The manager application is protected by HTTP Basic Auth. The credentials are configurable by setting them in the grand-central-station Dockerfile.
The manager application allows an admin to:
- Make system-wide configuration settings that all Avatars will abide by (users to ignore and retweet disqualifiers)
- Manage individual avatars (start, stop, edit config)
Running avatars will call into Grand Central Station's API regularly (at the frequency you have defined in CONFIG_POLL_INTERVAL_MILLISECONDS). Avatars hot-swap configs that they receive from Grand Central Station.
This allows you to notice a behavior in a deployed avatar and quickly and easily make a configuration change to address it, without SSHing into any machines or needing to start and stop running avatars.
You can run Grand Central Station with a process manager like systemd, or pm2 or forever. I have used all three in running it and all of them work.
Grand Central Station itself uses its Cleric library to regularly check for Avatars that have errored out and restarts them.
You can define the rss (or atom or xml) feeds that an Avatar should read in its Scraper module configuration panel within Grand Central Station.
At the frequency you define in its scraping interval, the Avatar will read content from the feed endpoints you have configured, and store them in its mongo database for future reference.
Once an Avatar tweets a content item, it will mark it as tweeted, so that it does not repeat itself in the future.
Avatars will follow other users that share high quality content that is within the Avatar's realm of interests. Avatars regularly prune the list of users they are following, who do not follow them back.
Avatars will retweet tweets that are high quality, and not profane, and they will keep track of who they most recently retweeted, so as to avoid repetitive looking behaviors.
Avatars leverage Twitter's search API in order to find these tweets, passing in one of their configured topics of interest, setting a preference for tweets with media, and specifying that returned tweets should not contain sensitive material.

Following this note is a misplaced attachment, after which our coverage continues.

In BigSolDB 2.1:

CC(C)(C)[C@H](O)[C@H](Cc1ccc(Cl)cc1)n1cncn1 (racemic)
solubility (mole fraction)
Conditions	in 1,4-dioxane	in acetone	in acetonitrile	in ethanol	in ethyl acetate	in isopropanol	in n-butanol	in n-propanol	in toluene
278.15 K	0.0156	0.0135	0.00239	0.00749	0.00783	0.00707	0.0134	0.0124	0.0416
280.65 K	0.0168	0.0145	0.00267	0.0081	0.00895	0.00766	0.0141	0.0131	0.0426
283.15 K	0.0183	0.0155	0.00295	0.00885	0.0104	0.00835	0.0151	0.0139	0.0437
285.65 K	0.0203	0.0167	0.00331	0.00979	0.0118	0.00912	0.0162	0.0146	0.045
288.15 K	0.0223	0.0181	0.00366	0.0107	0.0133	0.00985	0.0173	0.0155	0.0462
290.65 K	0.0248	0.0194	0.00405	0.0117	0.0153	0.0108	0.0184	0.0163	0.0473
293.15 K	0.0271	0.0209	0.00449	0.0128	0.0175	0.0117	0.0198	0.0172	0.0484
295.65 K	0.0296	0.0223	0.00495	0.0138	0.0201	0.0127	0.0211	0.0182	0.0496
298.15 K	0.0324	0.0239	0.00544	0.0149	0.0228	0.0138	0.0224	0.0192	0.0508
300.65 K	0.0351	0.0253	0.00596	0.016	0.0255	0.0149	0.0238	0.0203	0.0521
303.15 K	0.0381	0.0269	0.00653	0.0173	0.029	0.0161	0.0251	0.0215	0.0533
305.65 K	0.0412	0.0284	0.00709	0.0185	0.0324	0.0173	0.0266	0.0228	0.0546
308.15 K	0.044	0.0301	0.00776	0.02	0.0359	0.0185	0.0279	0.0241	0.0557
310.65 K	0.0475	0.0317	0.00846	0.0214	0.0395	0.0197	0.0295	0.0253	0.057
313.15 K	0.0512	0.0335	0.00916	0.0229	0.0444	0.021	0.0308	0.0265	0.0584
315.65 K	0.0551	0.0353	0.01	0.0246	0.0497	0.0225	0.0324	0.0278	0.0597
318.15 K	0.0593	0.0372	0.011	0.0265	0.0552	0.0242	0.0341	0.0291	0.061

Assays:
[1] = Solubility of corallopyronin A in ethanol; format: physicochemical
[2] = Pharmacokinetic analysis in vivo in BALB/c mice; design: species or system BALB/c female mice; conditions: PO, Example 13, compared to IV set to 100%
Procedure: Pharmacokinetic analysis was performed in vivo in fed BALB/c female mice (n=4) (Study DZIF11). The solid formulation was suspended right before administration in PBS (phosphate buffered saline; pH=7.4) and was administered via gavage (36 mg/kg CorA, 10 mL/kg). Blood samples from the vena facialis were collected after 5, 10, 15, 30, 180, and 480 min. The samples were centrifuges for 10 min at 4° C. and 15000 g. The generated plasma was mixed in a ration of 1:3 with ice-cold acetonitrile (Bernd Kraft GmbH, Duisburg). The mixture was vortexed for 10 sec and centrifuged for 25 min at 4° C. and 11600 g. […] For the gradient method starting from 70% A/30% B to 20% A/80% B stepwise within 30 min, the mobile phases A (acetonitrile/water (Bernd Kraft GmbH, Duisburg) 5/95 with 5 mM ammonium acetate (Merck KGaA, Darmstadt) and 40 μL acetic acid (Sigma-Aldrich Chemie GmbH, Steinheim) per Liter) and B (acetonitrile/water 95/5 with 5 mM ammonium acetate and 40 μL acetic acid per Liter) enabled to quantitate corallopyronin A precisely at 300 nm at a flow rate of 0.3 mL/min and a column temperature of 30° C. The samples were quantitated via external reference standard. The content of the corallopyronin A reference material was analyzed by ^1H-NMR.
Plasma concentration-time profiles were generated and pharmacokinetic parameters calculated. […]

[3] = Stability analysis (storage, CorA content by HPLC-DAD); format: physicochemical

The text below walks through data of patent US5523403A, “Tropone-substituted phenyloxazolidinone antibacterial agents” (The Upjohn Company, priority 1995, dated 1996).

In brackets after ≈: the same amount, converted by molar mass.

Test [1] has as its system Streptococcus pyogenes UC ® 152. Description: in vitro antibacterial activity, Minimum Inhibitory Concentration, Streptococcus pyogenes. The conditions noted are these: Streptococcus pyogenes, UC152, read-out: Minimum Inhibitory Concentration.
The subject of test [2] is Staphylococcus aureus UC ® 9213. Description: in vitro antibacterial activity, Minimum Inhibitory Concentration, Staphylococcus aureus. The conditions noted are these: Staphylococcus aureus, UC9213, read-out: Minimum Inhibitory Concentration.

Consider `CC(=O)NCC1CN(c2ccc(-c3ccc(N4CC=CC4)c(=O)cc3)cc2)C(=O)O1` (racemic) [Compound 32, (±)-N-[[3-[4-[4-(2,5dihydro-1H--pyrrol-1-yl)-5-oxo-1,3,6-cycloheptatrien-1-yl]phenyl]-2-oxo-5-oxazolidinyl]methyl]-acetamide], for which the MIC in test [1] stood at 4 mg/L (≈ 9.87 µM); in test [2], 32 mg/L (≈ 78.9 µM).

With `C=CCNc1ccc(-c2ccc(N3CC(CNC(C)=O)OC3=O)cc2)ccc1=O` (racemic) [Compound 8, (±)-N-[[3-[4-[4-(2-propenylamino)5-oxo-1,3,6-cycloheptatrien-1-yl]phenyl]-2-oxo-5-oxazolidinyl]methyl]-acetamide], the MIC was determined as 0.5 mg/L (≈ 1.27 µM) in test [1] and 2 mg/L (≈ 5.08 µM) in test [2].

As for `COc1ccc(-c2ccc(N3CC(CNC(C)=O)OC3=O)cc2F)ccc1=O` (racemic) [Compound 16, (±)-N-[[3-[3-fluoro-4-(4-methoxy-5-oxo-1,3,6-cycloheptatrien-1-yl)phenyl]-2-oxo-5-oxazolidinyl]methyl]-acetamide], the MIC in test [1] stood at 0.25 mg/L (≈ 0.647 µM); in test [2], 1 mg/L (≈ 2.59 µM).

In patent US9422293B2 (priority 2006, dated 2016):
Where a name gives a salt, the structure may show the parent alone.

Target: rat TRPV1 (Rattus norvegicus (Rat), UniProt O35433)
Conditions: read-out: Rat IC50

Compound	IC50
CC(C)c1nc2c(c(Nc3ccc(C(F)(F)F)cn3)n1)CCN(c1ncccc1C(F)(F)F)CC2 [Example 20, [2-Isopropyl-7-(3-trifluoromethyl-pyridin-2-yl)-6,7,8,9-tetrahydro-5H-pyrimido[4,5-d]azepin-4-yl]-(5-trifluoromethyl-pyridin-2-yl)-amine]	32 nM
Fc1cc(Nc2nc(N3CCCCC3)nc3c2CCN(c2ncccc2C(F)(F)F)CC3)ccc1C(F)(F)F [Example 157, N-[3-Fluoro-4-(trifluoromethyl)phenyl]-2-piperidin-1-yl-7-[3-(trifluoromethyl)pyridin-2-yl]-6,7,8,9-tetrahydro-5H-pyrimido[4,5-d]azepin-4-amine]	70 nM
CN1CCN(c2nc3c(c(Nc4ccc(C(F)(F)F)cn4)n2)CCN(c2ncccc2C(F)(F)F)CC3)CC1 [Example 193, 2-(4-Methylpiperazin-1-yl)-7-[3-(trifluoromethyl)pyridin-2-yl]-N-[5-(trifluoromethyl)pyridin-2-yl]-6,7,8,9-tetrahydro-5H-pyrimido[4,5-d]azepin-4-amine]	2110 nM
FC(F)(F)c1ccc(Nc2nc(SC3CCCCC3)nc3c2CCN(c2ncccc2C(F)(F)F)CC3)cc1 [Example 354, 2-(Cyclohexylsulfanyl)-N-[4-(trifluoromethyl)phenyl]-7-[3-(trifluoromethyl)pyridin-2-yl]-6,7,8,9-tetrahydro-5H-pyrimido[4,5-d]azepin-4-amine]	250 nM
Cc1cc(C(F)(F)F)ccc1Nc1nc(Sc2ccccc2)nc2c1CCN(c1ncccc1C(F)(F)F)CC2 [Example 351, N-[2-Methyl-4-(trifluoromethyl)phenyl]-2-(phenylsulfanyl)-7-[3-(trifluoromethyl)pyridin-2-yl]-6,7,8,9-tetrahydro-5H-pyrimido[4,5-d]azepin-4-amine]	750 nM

Avatars check to see if other users have thanked them (usually for assisting with retweets or favorites) and respond in kind, so as to appear more intelligent. The same is true when someone else helps out the Avatar. The Avatar will check for users that retweet it and say thank you. These "thank you" and "you're welcome" messages are configurable via Grand Central Station.
Avatars share high quality content from their database, and dynamically generate hashtags and formulate status update text.
Avatars have the concept of "retweet disqualifiers" and "users to ignore". Retweet disqualifiers are strings that occur in other users' content. You can configure these at a global level within Grand Central Station's hivemind panel, and / or at an Avatar-specific level within the Avatar's config panel.
If one of the disqualifiers is found in a tweet that an Avatar is considering, the Avatar will discard it and not interact with it further. The logic for matching these disqualifiers is simple but effective. This system is in place to avoid embarassing gaffes where an automated spokesperson for a given brand speaks up in favor of a rival's offering, or appears enthusiastic about hate speech or terrorism, for example.
"users to ignore" is the same concept applied at a user level. It is an account-wide mute applied to a bad actor. If you add someone's account here, your Avatar will not interact with that user's content.
Amazon Affiliate Marketing
Just as Avatars regularly read their designated content feeds, they also regularly ask Amazon's product API for items that are within their realm of interests.
When an Avatar tweets about an item, they formulate the link using configurable affiliate tracking codes. Any conversions via Twitter will result in the designated affiliate account being credited with the sale.
The frequency of advertisement tweets, and the types of items they are interested in, are configurable within the Avatar's control panel.
Engagement metrics via Bitly
Avatars use Bitly's API to shorten links before authoring tweets that contain them. They do this so that an admin can log into Bitly and see how different content is performing.